Using AI, Researchers Identify a New Class of Antibiotic Candidates That Can Kill a Drug-Resistant Bacterium
How is AI helping Researchers Identify a New Class of Antibiotic?
To combat diseases caused by bacteria that are resistant to many antibiotics, artificial intelligence has been essential in the discovery of a new class of medications. This may be useful in the fight against antibiotic resistance, which is a growing problem that killed over 1.2 million people in 2019 and will likely continue to do so for decades to come. A novel antibiotic that can kill a type of bacterium responsible for many drug-resistant diseases has been identified by researchers at MIT and McMaster University using an artificial intelligence algorithm.
The medicine has the potential to battle Acinetobacter baumannii, a type of bacteria commonly found in healthcare facilities and a cause of pneumonia, meningitis, and other severe diseases if it were to be developed for use in patients. Wounds sustained by troops serving in Iraq and Afghanistan are also frequently infected with this particular bacterium. Using a machine-learning model they trained to determine if a chemical compound inhibits the growth of A. baumannii, the researchers were able to identify the novel medicine from a library of roughly seven thousand potential medicinal molecules.
What are its features?
While very few new antibiotics have been created during the past several decades, many pathogenic bacteria have grown progressively resistant to current ones.
Collins, Stokes, and Regina Barzilay, a professor at MIT and co-author of the current paper, set out a few years ago to tackle this increasing problem using machine learning, an AI technique that can learn to identify patterns in massive datasets. Collaborating with MIT’s Abdul Latif Jameel Clinic for Machine Learning in Health, Collins and Barzilay intended to find novel medicines with structurally distinct molecular bonds using this method.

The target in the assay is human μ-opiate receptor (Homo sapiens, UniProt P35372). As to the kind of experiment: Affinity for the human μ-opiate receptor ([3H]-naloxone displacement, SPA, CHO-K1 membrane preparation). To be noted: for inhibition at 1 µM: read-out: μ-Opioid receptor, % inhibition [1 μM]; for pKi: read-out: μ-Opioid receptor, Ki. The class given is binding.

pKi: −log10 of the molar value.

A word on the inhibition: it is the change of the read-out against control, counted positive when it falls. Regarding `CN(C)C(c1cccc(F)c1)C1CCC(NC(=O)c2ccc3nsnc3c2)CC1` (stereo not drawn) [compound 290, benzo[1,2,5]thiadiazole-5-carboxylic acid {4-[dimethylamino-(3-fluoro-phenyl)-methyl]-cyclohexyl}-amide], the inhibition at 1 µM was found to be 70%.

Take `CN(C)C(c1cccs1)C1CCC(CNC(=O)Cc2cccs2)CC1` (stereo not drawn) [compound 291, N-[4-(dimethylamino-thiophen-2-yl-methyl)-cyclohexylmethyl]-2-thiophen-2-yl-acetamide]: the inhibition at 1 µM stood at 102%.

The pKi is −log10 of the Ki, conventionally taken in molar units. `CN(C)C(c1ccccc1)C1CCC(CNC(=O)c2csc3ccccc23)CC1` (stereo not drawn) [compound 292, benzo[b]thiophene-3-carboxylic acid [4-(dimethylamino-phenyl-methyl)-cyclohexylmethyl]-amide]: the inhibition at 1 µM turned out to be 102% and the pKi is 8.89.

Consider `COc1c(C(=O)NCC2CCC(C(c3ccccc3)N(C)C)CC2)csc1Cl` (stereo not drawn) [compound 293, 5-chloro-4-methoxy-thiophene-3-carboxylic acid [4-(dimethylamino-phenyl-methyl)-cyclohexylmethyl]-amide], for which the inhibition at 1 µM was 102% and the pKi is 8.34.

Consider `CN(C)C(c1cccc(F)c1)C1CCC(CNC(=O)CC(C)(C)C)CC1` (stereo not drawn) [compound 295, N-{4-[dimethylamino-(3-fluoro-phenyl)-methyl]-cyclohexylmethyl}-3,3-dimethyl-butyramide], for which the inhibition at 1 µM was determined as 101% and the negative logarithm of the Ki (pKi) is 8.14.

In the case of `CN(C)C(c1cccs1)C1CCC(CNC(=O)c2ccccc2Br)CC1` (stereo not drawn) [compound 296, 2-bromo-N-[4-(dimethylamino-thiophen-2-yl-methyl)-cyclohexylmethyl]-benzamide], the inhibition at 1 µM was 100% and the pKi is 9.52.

First, they showed that they could train a machine-learning system to find chemical compounds that could stop E. coli from growing. The researchers named the molecule halicin after the fictitious AI system from “2001: A Space Odyssey.” The algorithm produced it from a screen of over 100 million molecules. In addition to killing E. coli, they demonstrated that this chemical might eradicate other treatment-resistant bacterial species. After training the algorithm, scientists fed it data from the Broad Institute’s Drug Repurposing Hub, which included 6,680 novel molecules. A few hundred high-quality results were produced by this analysis, which did not take more than two hours. Researchers focused on compounds with structures different from current antibiotics or molecules from the training data, choosing 240 to test experimentally in the lab.
A New Class of Antibiotic Candidates That Can Kill a Drug-Resistant Bacterium
Nine antibiotics, including a highly effective one, were produced during those tests. This chemical, which was first investigated for its use as a diabetes medication, was found to be highly efficient against A. baumannii but inactive against other bacterial species such as Pseudomonas aeruginosa, Staphylococcus aureus, and carbapenem-resistant Enterobacteriaceae.
Antibiotics are highly prized for their “narrow spectrum” killing capabilities, which reduces the likelihood of bacteria quickly developing resistance to the medicine. A further perk is that the medicine will probably not harm the good bacteria already present in the human digestive tract, which helps to prevent opportunistic illnesses like Clostridium difficile.David Braley Center for Antibiotic Discovery, Weston Family Foundation, Audacious Project, C3.ai Digital Transformation Institute, Abdul Latif Jameel Clinic for Machine Learning in Health, DARPA Accelerated Molecular Discovery, Canadian Institutes of Health Research, Genome Canada, McMaster University’s Faculty of Health Sciences, Boris Family, a Marshall Scholarship, and the Department of Energy Biological and Environmental Research program were among the organizations that contributed to the funding of this research.
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